Originally created 12/21/96

Wildcats hope to crack ACC barrier with Ga Tech game



Third-ranked Kentucky hopes to accomplish what Southeastern Conference teams haven't been able to this season - beat an Atlantic Coast Conference squad.

The Wildcats (7-1) will try to snap the SEC's seven-game losing streak when they face Georgia Tech (4-2) at the Georgia Dome in Atlanta tonight (7:30 p.m., ESPN).

Formerly known as the Cotton States Classic, the Kuppenheimer Classic and the Jeep Eagle Classic, the Holiday Classic is a basketball showcase event for Georgia and Georgia Tech.

For Georgia's part in the benefit for the Scottish Rite Children's Hospital, sponsored this year by Delta Airlines, the Bulldogs (6-1) will take on Brigham Young (1-6), starting at 5 p.m. (SportSouth).

"I think the ACC is obviously the strongest conference," said Kentucky coach Rick Pitino. "I think the SEC is having growing pains."

In the latest AP Top 25, the ACC was represented by No. 2 Wake Forest, No. 8 Clemson, No. 11 Duke, No. 12 North Carolina and No. 25 Maryland while the SEC had Kentucky, No. 19 Arkansas and No. 20 Alabama.

"The SEC is playing some tough teams," Pitino said. "We're up and down. We play good games. In the end, LSU and Tennessee are going to come on and Alabama, Arkansas and Kentucky are going to be good throughout the course of the season."

Kentucky's only loss came to an ACC team, a 79-71 overtime setback to Clemson in the season opener. And Georgia Tech has claimed an SEC victim, beating Georgia 62-61.

"Georgia Tech is a dangerous basketball team," Pitino said. "They have a young backcourt and very experienced frontcourt."

Forward Matt Harpring leads Georgia Tech in scoring (22.8) and rebounding (9.8).

"Harpring is obviously the main gun but they can beat you so many different ways," Pitino said. "This is a team that, if you can't physically get to them and wear them out, can cause you great problems. If you don't defend the 3, you can have a long night."

Pitino noted that Georgia Tech has take 52 percent of its shots from beyond the 3-point arc in its last three games.

"That's one thing, of late, we haven't done a real good job of and we have to in this game," he said of defending against the 3.

Georgia Tech is shooting 36.6 percent from 3-point range while Kentucky is holding opponents to 32.4.

Forward Scott Padgett, who sat out three semesters while getting his academics in order, is now eligible for Kentucky. His return will help offset the loss of Oliver Simmons, who announced last week that he was transferring to another school.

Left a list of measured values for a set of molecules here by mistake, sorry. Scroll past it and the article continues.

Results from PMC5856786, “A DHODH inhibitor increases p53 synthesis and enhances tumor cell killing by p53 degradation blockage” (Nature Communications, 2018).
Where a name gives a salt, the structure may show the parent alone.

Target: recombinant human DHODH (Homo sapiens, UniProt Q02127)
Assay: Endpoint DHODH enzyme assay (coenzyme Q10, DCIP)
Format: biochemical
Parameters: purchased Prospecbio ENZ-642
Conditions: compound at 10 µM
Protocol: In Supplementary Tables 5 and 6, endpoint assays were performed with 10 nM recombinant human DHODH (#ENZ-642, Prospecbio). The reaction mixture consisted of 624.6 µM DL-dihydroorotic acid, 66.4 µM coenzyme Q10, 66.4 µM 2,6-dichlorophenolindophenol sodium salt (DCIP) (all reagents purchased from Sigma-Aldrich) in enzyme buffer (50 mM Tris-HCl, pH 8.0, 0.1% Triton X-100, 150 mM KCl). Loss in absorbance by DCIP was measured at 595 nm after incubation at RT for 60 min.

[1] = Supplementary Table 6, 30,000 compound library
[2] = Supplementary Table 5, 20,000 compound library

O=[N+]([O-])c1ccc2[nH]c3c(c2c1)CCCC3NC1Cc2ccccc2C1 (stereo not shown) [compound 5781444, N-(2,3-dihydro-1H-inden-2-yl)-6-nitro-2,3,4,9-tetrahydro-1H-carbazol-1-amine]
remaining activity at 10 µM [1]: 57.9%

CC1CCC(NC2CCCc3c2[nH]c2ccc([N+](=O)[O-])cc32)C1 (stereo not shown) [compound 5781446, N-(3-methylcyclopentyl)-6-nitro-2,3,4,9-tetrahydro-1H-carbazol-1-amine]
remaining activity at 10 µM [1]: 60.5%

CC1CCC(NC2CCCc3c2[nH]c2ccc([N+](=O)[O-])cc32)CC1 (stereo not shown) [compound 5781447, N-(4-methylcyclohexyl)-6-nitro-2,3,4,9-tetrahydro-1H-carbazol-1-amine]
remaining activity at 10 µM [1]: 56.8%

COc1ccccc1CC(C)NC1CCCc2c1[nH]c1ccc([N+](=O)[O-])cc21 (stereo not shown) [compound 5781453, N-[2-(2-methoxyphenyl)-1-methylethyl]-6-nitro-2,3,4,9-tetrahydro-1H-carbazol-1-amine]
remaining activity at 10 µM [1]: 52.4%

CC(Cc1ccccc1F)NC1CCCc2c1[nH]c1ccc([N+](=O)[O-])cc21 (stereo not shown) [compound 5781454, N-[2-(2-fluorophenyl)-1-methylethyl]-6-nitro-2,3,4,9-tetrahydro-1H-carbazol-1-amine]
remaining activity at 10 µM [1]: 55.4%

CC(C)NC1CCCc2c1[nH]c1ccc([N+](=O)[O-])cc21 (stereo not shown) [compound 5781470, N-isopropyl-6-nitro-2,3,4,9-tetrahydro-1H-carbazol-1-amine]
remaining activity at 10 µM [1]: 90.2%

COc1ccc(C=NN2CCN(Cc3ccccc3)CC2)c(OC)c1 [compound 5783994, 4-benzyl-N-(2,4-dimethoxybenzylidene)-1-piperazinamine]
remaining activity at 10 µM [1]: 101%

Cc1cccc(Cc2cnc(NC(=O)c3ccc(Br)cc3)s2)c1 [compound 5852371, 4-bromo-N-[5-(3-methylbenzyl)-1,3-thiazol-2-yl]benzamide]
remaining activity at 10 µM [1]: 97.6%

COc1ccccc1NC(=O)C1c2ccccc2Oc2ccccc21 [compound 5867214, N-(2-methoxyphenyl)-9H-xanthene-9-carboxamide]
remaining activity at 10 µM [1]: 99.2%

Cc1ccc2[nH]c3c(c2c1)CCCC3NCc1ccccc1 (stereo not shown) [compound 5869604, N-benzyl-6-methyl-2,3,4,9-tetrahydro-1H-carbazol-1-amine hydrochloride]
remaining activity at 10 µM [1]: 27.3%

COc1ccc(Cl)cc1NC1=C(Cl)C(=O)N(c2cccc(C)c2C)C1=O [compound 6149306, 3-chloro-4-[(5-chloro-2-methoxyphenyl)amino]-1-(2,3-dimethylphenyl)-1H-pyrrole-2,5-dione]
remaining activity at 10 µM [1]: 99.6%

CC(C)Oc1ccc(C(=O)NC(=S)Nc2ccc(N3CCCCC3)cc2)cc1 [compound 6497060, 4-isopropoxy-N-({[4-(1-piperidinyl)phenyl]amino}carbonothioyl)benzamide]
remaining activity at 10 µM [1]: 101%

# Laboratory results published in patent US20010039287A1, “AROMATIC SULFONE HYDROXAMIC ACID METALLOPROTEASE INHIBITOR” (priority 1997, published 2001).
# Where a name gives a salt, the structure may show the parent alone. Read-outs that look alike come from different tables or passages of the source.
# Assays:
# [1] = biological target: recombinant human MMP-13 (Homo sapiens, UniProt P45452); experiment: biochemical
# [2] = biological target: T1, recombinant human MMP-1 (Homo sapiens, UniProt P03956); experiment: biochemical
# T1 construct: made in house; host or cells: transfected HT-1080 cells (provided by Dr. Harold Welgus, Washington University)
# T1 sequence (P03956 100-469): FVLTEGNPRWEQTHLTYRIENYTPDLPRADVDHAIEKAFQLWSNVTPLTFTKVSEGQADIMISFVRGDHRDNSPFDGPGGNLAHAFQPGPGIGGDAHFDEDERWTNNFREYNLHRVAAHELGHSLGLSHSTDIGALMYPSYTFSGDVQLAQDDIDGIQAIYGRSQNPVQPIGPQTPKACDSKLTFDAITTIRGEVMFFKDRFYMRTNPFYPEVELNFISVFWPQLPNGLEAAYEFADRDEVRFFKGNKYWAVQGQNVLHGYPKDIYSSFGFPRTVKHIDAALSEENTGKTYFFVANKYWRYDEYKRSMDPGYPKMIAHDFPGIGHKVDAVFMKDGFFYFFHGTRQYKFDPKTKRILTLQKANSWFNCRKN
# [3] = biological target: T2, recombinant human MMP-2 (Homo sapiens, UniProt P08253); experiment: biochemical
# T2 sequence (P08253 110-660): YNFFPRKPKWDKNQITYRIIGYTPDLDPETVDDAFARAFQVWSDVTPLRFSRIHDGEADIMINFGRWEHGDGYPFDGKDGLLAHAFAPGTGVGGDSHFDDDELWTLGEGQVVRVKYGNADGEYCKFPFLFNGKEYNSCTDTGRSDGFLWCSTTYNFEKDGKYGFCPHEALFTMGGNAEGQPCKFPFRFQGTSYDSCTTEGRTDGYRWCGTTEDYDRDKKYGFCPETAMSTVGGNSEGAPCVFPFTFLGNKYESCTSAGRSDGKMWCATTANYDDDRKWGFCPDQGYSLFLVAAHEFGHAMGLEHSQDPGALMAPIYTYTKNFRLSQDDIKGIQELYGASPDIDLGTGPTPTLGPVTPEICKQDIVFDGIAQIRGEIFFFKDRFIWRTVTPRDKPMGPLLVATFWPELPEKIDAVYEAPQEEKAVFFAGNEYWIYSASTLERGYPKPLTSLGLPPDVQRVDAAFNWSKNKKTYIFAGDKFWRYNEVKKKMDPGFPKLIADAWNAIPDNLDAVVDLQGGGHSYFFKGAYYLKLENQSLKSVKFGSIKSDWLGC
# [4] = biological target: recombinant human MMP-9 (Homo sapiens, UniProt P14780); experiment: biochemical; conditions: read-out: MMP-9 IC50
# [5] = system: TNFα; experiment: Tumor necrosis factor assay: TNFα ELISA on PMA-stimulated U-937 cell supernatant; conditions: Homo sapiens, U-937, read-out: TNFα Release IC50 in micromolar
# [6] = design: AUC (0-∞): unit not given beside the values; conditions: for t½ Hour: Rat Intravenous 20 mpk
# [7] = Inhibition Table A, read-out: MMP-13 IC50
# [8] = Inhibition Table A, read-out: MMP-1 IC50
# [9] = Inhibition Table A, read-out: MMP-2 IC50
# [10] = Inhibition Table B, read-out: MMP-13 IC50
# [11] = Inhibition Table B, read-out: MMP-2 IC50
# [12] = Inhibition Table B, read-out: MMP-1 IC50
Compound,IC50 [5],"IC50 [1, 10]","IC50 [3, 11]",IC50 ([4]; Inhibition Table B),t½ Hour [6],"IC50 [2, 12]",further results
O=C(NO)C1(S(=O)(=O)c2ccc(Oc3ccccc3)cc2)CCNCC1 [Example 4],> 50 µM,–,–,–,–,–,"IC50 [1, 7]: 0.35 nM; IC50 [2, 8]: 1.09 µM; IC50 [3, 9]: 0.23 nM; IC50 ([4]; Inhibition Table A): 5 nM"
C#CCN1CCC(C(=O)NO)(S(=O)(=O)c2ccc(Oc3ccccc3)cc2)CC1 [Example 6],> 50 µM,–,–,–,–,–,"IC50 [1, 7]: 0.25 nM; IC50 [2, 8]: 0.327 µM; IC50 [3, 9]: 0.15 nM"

"He had a very high grade-point average, so we're very proud of Scott," Pitino said. "He knows now he can do the work. It will only help him in the future."

The Georgia-BYU game was ex

pected to be a matchup of Southeastern Conference and Western Athletic Conference basketball powers. Instead it will match the upstart Bulldogs against a BYU team mired in controversy after an early-season swoon and the unexpected firing of its coach this week.

Roger Reid, the Cougars' head coach for seven years and an assistant for 12 years before that, was fired by BYU Athletic Director Rondo Fehlberg on Tuesday. He was 152-77 (.668) while in Provo.

"I was sorry to see that," said Georgia coach Tubby Smith. "Roger Reid is a great guy and I thought he'd done a wonderful job at BYU."

So instead of facing a Reid-coached team, the Bulldogs will face one coached by Tony Ingle, a Dalton native who has served as Reid's assistant for the last seven seasons. Ingle was one of the finalists for the Georgia Southern head coaching job filled last year by Gregg Polinsky.

"I'm sure they'll come ready to play," said Smith.

Georgia's football team faced Kentucky in a similar situation, in which Bill Curry was fired as head coach in the week prior to the game. The Bulldogs came out on the wrong end of a 24-17 upset in Lexington, Ky.

Asked if he thought there were any similarities in this case, Smith cracked "I hope not."

The Cougars' season started off badly when Byron Ruffner, last year's leading scorer, abruptly quit school in October, then pleaded guilty to third-degree felony theft. Then Jarrko Ahlbom, a 6-foot-10 center, suffered a season-ending knee injury in the first game. The Cougars also lost several recruits to two-year Mormon missions.

Reid was roundly criticized for stating that 6-foot-11 recruit Chris Burgess "disappointed 9 million Mormons" by signing with Duke rather than BYU.

Fehlberg only cited poor attendance when he announced Reid's dismissal.

Tonight, the Cougars will have to contend with a white-hot shooting bunch of Bulldogs. Georgia is 34-of-60 (57 percent) from 3-point range the last three games and is shooting 43 percent from behind the arc for the season.

Kentucky hopes to accomplish what every other SEC school has failed to do this season - beat an Atlantic Coast Conference squad. The SEC is 0-7 against the ACC this year, including Georgia's 62-61 loss to Tech Dec. 3 in Atlanta.

"I think the ACC is obviously the strongest conference this year," said Kentucky coach Rick Pitino, whose team lost to Clemson in its season-opener. "I think the SEC is having growing pains."